Fever in Healthy Children
What is a fever?
A fever is formally defined by most doctors as a temperature of 100.4 degrees Fahrenheit (38 degrees Celsius) and higher.
Fever in Kids: When to Call the Doctor
What happens when your child gets a fever?
Temperature is maintained by a special part of the brain known as the hypothalamus. When your child has a fever, the body temporarily resets its “thermostat” at a higher temperature. Fever is actually a normal physiologic response that actually helps the body to fight infection more effectively.
Chemicals called cytokines, produced by the body in response to viral or bacterial invasion, cause the temperature to increase.
Fever inhibits the replication of viruses and bacteria and enhances the body’s natural immune response that actually helps the body recover more quickly.
What conditions can cause a fever?
Fever is common in young children, as their immune system is not fully mature yet. Most fevers in children are caused by viruses. A much smaller number are due to bacteria, which cause a local infection like ear infections or strep throat.
Prolonged fever can be a sign of underlying diseases, so it is important to check with your child's doctor.
How does fever make you feel?
Fever makes the body work harder. Your child’s heart rate will go up, and they will breathe faster. This might make your child:
- Feel tired
- Become fussy, cranky
- Shiver, develop red cheeks, cold hands and feet
- Complain of headache
- Have a decreased appetite
When should a fever be treated?
Treating your child's fever will not help the body get rid of the infection any faster; it simply will relieve discomfort associated with fever.
Children between the ages of 6 months and 5 years can develop seizures from fever (called febrile seizures). If your child does have a febrile seizure, there is a chance that the seizure may occur again, but, usually, children outgrow the febrile seizures. A febrile seizure does not mean your child has epilepsy. There is no evidence that treating the fever will reduce the risk of having a febrile seizure.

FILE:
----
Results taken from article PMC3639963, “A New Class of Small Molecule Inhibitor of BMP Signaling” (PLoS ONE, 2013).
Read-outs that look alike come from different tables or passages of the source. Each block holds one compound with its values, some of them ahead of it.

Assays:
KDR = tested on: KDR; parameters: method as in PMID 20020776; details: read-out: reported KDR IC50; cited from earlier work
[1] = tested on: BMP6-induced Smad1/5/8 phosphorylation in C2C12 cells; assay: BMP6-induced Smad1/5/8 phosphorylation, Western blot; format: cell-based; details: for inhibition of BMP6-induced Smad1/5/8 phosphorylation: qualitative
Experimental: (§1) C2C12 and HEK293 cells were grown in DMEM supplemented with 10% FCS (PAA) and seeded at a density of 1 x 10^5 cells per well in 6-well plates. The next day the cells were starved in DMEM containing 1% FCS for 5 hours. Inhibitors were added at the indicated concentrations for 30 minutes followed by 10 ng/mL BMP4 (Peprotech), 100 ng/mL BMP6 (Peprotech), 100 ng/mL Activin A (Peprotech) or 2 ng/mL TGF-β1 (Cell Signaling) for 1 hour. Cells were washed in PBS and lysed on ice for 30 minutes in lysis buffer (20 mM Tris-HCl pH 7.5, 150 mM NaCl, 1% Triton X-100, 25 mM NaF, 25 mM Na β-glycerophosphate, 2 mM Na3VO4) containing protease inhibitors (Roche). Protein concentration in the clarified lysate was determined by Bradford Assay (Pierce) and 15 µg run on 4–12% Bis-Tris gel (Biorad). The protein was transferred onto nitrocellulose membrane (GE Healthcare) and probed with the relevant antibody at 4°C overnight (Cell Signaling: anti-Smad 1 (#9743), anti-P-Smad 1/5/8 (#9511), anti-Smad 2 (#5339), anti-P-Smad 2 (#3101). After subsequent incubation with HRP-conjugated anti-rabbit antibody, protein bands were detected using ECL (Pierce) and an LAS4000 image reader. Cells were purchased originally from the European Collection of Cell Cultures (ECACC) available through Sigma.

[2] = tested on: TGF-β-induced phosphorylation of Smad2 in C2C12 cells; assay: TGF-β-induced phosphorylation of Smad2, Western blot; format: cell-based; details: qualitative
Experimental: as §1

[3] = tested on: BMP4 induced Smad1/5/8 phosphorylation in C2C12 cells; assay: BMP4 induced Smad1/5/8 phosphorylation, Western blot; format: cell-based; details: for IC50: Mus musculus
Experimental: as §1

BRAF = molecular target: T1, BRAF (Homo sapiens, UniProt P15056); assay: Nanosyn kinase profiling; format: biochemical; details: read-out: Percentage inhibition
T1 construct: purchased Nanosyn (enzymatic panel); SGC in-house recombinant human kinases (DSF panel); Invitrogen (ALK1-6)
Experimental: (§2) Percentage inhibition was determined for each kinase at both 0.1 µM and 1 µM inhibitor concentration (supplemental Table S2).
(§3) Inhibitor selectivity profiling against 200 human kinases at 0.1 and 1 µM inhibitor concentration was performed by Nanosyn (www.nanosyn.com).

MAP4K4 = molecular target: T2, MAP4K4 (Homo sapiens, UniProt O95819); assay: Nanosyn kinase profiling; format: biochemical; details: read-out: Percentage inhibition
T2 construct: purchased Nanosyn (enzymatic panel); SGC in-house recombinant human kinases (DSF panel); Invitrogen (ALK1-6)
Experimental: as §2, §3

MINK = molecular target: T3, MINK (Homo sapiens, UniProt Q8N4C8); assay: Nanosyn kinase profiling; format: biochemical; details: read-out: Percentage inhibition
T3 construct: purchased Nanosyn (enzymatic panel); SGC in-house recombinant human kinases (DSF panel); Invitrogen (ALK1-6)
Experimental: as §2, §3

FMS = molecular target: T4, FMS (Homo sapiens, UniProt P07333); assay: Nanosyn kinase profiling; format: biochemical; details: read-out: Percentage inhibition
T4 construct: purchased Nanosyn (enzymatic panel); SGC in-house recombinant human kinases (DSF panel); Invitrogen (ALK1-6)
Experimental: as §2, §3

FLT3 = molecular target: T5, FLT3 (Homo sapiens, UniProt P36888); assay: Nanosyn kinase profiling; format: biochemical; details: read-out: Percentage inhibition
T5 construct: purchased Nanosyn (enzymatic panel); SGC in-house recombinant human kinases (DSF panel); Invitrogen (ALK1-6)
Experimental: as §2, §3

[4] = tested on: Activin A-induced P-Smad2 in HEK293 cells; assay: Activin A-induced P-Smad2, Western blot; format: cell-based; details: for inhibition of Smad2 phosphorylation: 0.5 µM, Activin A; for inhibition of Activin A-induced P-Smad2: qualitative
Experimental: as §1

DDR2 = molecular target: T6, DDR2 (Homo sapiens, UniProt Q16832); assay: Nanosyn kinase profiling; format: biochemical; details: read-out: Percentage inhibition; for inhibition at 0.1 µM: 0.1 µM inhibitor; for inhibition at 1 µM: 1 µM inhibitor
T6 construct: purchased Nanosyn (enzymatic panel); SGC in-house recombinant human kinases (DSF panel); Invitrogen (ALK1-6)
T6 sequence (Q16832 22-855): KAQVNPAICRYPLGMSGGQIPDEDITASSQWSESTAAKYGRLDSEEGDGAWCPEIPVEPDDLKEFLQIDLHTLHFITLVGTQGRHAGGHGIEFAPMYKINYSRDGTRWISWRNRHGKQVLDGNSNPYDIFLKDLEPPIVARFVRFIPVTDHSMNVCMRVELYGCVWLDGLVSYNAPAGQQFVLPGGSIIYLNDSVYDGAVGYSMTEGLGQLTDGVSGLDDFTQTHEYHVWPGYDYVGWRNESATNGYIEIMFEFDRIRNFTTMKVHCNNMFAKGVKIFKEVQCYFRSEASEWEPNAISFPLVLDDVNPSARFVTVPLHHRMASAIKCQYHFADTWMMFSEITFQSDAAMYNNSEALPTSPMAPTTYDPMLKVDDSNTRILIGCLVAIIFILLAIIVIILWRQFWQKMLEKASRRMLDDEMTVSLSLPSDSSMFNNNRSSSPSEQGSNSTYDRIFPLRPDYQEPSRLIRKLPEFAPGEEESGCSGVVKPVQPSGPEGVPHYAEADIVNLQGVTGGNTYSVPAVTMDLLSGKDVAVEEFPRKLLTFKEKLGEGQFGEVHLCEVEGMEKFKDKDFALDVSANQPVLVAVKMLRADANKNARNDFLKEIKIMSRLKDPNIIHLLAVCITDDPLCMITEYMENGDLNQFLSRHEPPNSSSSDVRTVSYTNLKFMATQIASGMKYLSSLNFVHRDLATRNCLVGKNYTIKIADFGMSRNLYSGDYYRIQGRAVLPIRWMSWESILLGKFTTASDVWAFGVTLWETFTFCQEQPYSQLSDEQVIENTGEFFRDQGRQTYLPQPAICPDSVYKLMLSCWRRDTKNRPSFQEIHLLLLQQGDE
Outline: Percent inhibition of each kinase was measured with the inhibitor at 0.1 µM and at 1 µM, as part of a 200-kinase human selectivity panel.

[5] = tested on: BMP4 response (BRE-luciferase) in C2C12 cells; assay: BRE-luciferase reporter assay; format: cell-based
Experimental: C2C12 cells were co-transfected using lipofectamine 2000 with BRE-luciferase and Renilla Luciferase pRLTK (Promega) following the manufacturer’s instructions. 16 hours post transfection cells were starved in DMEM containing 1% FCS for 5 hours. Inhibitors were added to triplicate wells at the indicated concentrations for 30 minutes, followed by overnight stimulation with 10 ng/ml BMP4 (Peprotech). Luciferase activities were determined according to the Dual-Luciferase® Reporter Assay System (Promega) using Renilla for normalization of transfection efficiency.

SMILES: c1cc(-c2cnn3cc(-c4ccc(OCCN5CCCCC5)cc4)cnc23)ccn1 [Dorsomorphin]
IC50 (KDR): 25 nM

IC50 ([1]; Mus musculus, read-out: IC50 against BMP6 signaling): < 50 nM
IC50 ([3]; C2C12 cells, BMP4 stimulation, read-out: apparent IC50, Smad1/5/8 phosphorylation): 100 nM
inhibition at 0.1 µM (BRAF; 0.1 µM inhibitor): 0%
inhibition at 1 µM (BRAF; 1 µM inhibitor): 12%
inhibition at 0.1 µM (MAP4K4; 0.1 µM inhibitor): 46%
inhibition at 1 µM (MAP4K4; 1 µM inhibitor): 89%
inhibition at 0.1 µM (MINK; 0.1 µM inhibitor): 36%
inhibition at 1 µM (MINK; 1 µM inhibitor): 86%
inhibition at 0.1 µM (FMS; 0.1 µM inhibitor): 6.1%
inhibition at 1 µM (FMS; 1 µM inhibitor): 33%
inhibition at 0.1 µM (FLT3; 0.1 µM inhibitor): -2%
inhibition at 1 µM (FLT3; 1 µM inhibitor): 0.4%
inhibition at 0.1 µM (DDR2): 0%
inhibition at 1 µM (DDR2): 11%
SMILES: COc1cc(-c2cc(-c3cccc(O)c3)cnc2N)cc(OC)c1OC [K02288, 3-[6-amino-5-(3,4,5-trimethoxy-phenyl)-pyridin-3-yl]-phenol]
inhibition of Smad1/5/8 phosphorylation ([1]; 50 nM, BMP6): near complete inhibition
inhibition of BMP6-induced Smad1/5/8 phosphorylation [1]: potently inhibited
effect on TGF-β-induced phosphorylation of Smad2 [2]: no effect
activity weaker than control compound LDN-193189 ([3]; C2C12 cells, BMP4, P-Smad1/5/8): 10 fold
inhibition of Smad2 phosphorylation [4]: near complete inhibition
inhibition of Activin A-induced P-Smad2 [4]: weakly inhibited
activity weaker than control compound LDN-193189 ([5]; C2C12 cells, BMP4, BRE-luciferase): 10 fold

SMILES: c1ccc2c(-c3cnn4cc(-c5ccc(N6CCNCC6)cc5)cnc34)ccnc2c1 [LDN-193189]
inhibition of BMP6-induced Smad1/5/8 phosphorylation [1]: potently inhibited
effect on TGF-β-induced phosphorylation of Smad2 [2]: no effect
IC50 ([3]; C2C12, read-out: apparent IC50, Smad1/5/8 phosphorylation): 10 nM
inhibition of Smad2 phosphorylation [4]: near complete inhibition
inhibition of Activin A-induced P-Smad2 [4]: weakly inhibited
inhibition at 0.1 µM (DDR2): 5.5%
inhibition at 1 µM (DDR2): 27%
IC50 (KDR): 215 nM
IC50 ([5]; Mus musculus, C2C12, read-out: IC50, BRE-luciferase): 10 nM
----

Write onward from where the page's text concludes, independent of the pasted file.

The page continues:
What can I do to decrease my child's fever?
Specific treatment for a fever will be determined by your child’s doctor based on:
- Your child's age, overall health, and medical history
- Extent of the condition
- Your child's tolerance for specific medications, procedures or therapies
- Expectations for the course of the disease
- Your opinion or preference
Administer an anti-fever medication, such as acetaminophen or ibuprofen. DO NOT give your child aspirin, as it has been linked to a serious, potentially fatal disease, called Reye syndrome.
Other ways to reduce a fever:
- Dress your child lightly. Excess clothing will trap body heat and cause the temperature to rise.
- Encourage your child to drink plenty of fluids, such as juices, soda, punch or popsicles.
- Give your child a lukewarm bath. Do not allow your child to shiver from cold water, as this can raise the body temperature. NEVER leave your child unattended in the bathtub.
- Place cold washcloths over areas of the body where the blood vessels are close to the surface of the skin such as the forehead, wrists and groins.
- DO NOT use alcohol baths.
When should I call my child's doctor?
Call your child's doctor immediately if your child is younger than 3 months old and his or her temperature is greater than 100.4 degrees Fahrenheit (38 degrees Celsius).
If your child is older than 3 months, call your doctor right away if:
- Your child is crying inconsolably.
- Your child is difficult to awaken.
- Your child has been in a very hot place, such as inside a hot car.
- Your child has a seizure (convulsion).
- Your child has other symptoms such as a severe headache, stiff neck, or an unexplained rash.
- Your child is taking steroids or has an immune system problem, such as cancer.
- Your child looks or acts very sick.
- The fever rises repeatedly to 104 degrees Fahrenheit (40 degrees Celsius) or higher.
- Your child has severe vomiting or diarrhea.
Call your child's doctor if any of the following conditions are present:
- Your child is 2 years or younger, and the fever persists for more than 24 hours.
- Your child is older than 2 years and has had a fever more than 72 hours.
- Your child seems to be getting worse or still acts sick when the fever comes down.
- You have other concerns or questions.